A block randomization with a ratio of 1:1 was applied to generate a randomization list, with varying block size of 4. This was done by the biostatistician (J.K.), who was not involved in the participants’ recruitment or data collection. STATA version 14.0 software  was used to generate the random sequence lists . Envelopes were opened in numerical order immediately before administering intervention. Assessors and researchers did not know which one was FC or SLC. Participants might be prescribed other pain relief (acetaminophen 500 mg or NSAIDs) depending on the physician’s judgement. The use of NSAIDs could be started with ibuprofen (400 mg) 1 tablet three times per day or naproxen (250 mg) 1 tablet two times per day if participants were allergic to ibuprofen. The patients were provided with a diary to record their daily pain medication intake.
The primary measurement tools were the American Orthopedic Foot and Ankle Score (AOFAS) including four rating systems were developed by the American Orthopaedic Foot and Ankle Society in 1994 to provide a standard method of reporting clinical status of the ankle and foot. The systems incorporate both subjective and objective factors into numerical scales to describe function, alignment, and pain . The AOFAS is a disease-specific quality of life questionnaire designed for participants with disorders of the four different regions of the foot: the ankle-hindfoot, midfoot, metatarsophalangeal (MTP)-interphalangeal (IP) for the hallux, and MTP-IP for the lesser toes . The AOFAS (ranging from 0 to 100 which the higher score indicated greater function) consists of nine questions and covers three categories: pain (40 points), function (50 points) and alignment (10 points). These are all scored together for a total of 100 points. This study use AOFAS validated in Thai version which have the same construct with original AOFAS . Treatment efficacy was evaluated by a trained research assistant at pre-casting, post-casting, 2 weeks, 4 weeks, 6 weeks and 8 weeks after casting. Secondary outcome measures were pain score measured using a VAS (ranging from 0 to 10 which the higher score indicated greater pain). A trained research assistant measured the VAS score at baseline, 2 weeks, 4 weeks, 6 weeks and 8 weeks after treatment. In addition, adverse events including soft tissue irritation (presence of callosity, problems finding appropriate footwear and sensory disturbance in the foot), delayed union, nonunion, and re-fracture were also assessed at each visit after casting. Other co-variables including age, gender, underlying and disease severity at baseline were also collected.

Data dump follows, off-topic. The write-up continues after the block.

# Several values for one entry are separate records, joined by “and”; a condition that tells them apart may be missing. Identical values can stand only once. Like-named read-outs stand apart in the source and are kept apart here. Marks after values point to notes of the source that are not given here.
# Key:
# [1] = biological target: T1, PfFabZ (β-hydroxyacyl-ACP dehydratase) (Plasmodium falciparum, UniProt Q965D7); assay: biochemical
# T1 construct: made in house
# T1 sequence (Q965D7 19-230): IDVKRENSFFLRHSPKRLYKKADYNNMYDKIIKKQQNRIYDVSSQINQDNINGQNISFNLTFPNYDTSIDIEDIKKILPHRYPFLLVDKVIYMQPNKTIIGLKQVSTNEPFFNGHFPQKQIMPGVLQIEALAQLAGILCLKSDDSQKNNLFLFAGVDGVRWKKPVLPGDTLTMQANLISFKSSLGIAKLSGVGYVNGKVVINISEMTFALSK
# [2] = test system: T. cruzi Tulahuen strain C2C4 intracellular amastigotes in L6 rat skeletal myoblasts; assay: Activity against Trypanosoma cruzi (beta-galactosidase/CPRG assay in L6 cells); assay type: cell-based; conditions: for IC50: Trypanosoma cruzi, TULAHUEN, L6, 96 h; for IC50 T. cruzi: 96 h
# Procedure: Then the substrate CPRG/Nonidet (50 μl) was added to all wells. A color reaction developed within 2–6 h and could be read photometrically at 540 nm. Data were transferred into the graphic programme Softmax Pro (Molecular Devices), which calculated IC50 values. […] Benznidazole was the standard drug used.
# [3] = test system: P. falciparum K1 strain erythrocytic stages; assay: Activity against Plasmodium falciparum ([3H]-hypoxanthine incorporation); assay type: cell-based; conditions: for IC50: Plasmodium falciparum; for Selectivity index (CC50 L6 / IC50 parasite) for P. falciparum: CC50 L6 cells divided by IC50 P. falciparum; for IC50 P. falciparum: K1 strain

Data were described using frequency for categorical data, and mean (SD) or median (range) where appropriate for continuous data. The baseline characteristics were then explored. The baseline characteristics were then explored. If their distributions were different between the two intervention groups, i.e., ≥ 10% for binary/categorical variable and ≥ 1 of the pooled SD for continuous variables, these variables were then considered for adjusting in the main analysis.
We compared the continuous outcomes; AOFAS and pain VAS between intervention groups using a two-sample t-test. Secondary analysis was a mixed linear regression analysis with hierarchical approach, in which a subject-variation term was fitted in the model as a random effect and treatment groups was considered as a fixed effect. In addition, times at measurement were also included in the mixed model by adding interaction effect of treatment and time (i.e, treatment x time) for repeated measurements per participant. Marginal treatment effects between treatments and times were then estimated and compared. Co-variables at baseline were included if they were unequally distributed between two groups. The normality of residuals of the mixed model was then checked using normality plots (i.e., quantile of normal distribution) and the Shapiro-Wilk test. Diagnostic measures were explored if the assumption of normality was violated. The continuous outcomes were then transformed where appropriate to meet the assumption.